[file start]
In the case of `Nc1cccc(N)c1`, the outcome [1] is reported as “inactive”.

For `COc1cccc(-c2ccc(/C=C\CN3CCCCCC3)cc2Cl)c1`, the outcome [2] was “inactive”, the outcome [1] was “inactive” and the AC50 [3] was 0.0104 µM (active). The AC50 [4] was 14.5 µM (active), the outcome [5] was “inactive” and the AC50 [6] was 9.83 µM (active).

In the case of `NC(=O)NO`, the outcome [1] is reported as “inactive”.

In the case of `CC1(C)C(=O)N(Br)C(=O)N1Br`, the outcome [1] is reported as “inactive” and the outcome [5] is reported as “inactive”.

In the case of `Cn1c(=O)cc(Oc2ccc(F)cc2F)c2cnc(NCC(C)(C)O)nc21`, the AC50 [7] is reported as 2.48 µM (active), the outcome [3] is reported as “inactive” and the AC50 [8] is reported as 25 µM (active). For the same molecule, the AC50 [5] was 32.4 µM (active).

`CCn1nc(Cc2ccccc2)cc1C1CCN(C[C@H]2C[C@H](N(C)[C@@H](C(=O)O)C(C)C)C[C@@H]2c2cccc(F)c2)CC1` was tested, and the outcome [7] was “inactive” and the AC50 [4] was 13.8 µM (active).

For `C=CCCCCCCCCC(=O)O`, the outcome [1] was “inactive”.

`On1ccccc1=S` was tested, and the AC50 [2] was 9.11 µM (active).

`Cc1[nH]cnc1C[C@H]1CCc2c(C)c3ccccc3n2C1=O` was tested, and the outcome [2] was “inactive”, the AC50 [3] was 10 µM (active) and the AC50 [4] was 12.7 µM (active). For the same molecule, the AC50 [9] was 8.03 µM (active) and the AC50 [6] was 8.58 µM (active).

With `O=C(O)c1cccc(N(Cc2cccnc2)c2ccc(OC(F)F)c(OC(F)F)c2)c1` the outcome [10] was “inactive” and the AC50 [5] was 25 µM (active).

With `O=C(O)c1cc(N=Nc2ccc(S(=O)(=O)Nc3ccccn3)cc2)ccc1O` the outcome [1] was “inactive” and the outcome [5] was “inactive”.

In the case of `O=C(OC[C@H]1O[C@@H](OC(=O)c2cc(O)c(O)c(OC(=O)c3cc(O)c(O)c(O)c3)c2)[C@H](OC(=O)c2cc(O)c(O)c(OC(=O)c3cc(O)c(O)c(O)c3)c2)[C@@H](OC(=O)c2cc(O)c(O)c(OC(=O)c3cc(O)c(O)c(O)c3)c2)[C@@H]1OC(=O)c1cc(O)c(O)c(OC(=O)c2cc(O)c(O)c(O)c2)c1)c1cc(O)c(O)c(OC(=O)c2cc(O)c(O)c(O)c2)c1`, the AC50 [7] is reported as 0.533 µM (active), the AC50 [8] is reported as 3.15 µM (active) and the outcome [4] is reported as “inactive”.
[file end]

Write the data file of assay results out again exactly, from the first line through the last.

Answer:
In the case of `Nc1cccc(N)c1`, the outcome [1] is reported as “inactive”.

For `COc1cccc(-c2ccc(/C=C\CN3CCCCCC3)cc2Cl)c1`, the outcome [2] was “inactive”, the outcome [1] was “inactive” and the AC50 [3] was 0.0104 µM (active). The AC50 [4] was 14.5 µM (active), the outcome [5] was “inactive” and the AC50 [6] was 9.83 µM (active).

In the case of `NC(=O)NO`, the outcome [1] is reported as “inactive”.

In the case of `CC1(C)C(=O)N(Br)C(=O)N1Br`, the outcome [1] is reported as “inactive” and the outcome [5] is reported as “inactive”.

In the case of `Cn1c(=O)cc(Oc2ccc(F)cc2F)c2cnc(NCC(C)(C)O)nc21`, the AC50 [7] is reported as 2.48 µM (active), the outcome [3] is reported as “inactive” and the AC50 [8] is reported as 25 µM (active). For the same molecule, the AC50 [5] was 32.4 µM (active).

`CCn1nc(Cc2ccccc2)cc1C1CCN(C[C@H]2C[C@H](N(C)[C@@H](C(=O)O)C(C)C)C[C@@H]2c2cccc(F)c2)CC1` was tested, and the outcome [7] was “inactive” and the AC50 [4] was 13.8 µM (active).

For `C=CCCCCCCCCC(=O)O`, the outcome [1] was “inactive”.

`On1ccccc1=S` was tested, and the AC50 [2] was 9.11 µM (active).

`Cc1[nH]cnc1C[C@H]1CCc2c(C)c3ccccc3n2C1=O` was tested, and the outcome [2] was “inactive”, the AC50 [3] was 10 µM (active) and the AC50 [4] was 12.7 µM (active). For the same molecule, the AC50 [9] was 8.03 µM (active) and the AC50 [6] was 8.58 µM (active).

With `O=C(O)c1cccc(N(Cc2cccnc2)c2ccc(OC(F)F)c(OC(F)F)c2)c1` the outcome [10] was “inactive” and the AC50 [5] was 25 µM (active).

With `O=C(O)c1cc(N=Nc2ccc(S(=O)(=O)Nc3ccccn3)cc2)ccc1O` the outcome [1] was “inactive” and the outcome [5] was “inactive”.

In the case of `O=C(OC[C@H]1O[C@@H](OC(=O)c2cc(O)c(O)c(OC(=O)c3cc(O)c(O)c(O)c3)c2)[C@H](OC(=O)c2cc(O)c(O)c(OC(=O)c3cc(O)c(O)c(O)c3)c2)[C@@H](OC(=O)c2cc(O)c(O)c(OC(=O)c3cc(O)c(O)c(O)c3)c2)[C@@H]1OC(=O)c1cc(O)c(O)c(OC(=O)c2cc(O)c(O)c(O)c2)c1)c1cc(O)c(O)c(OC(=O)c2cc(O)c(O)c(O)c2)c1`, the AC50 [7] is reported as 0.533 µM (active), the AC50 [8] is reported as 3.15 µM (active) and the outcome [4] is reported as “inactive”.